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Pope promotes 'humanitarian corridors' for asylum-seekers

LA Times logo LA Times 3/18/2023 GIANFRANCO STARA
Pope Francis meets with refugee families in the Paul VI hall at the Vatican on Saturday. (Gregorio Borgia / Associated Press) © (Gregorio Borgia / Associated Press) Pope Francis meets with refugee families in the Paul VI hall at the Vatican on Saturday. (Gregorio Borgia / Associated Press)

Pope Francis met Saturday with thousands of refugees and charity groups hosting them in Italy as he sought to promote legal migration routes to Europe as an alternative to smuggling operations that he said have turned the Mediterranean Sea into a “cemetery.”

Francis said “humanitarian corridors,” which have operated in Italy since 2016, saved lives and helped newly arrived asylum-seekers get acclimated while church groups provided housing, education and work opportunities.

“Humanitarian corridors not only aim to bring refugees to Italy and other European countries, rescuing them from situations of uncertainty, danger and endless waiting; they also work toward integration,” he said.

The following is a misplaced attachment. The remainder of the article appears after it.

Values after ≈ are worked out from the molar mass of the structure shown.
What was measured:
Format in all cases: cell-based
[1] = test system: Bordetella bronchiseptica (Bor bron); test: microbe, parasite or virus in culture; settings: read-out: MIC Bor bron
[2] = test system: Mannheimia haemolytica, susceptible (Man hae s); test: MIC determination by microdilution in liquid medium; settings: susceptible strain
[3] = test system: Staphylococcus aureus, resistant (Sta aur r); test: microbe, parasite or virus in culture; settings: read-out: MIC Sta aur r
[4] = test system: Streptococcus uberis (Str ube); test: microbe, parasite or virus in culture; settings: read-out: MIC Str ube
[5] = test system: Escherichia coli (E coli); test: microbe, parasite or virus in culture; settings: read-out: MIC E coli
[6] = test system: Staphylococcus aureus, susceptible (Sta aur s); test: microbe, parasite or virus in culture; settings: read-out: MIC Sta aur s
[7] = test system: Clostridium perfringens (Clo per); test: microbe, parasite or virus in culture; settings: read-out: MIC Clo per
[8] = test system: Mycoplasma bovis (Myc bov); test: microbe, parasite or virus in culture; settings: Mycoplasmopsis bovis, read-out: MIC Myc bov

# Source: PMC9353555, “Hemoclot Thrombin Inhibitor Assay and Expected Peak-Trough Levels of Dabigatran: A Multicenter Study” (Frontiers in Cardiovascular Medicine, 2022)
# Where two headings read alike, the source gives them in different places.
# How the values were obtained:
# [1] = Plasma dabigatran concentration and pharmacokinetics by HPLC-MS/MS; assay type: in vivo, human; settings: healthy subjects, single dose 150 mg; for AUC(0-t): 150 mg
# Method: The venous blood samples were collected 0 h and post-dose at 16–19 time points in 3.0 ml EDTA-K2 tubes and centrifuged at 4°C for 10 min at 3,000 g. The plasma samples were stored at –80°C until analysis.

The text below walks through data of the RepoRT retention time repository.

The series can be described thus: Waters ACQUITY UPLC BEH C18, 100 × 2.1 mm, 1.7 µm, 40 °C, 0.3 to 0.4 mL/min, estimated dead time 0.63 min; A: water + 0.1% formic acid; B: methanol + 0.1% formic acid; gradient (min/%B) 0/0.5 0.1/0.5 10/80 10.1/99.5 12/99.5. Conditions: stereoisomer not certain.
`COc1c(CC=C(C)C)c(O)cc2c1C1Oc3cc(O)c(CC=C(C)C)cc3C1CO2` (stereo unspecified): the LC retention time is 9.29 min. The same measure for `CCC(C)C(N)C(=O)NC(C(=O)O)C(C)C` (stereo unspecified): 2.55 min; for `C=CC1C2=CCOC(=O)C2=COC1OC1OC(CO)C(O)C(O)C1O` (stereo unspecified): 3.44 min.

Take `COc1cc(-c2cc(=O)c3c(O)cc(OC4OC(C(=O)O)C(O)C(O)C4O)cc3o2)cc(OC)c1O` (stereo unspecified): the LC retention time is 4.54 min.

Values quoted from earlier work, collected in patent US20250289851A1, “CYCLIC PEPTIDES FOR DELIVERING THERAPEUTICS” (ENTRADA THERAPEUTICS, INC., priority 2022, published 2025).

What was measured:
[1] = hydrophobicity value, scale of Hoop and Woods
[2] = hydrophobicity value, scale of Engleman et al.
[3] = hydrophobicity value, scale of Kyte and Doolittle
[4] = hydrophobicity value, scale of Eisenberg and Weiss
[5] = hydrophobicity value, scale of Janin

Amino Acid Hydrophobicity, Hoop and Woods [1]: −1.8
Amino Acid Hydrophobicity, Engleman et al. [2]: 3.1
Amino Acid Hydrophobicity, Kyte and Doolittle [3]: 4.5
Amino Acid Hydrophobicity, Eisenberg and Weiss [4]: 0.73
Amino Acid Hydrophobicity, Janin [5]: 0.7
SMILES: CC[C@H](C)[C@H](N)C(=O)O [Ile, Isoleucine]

The Sant’Egidio Catholic charity, the Federation of Evangelical Churches and the Waldensian Church spearheaded the ecumenical humanitarian transfer initiative in Italy, which has brought more than 6,000 people to Europe, Francis was told.

Under the program, aid workers identify asylum candidates in refugee camps and process initial paperwork to bring them into Italy on humanitarian grounds. Once they arrive, they are then provided with assistance to settle and apply for asylum.

Families from Syria, Afghanistan, Rwanda and Ukraine were in the Vatican auditorium to meet with the pope.

“It was important for me to come here to show the world that humanitarian corridors are one of the most beautiful things this world has to offer for people who deserve” safety and dignity, said Oliver Chris I. Kabalisa, a 22-year-old from Rwanda. “Because as a refugee, we do not leave our country because we want to, but because we are constrained, we are forced to.”

Afghan refugee Nazani Shakvulla said women in her country were suffering, banned from education, work and travel, and need help from the Vatican and charity groups “to support the humanitarian corridors and find a way to evacuate or find a way that girls in Afghanistan get education.”

This story originally appeared in Los Angeles Times.

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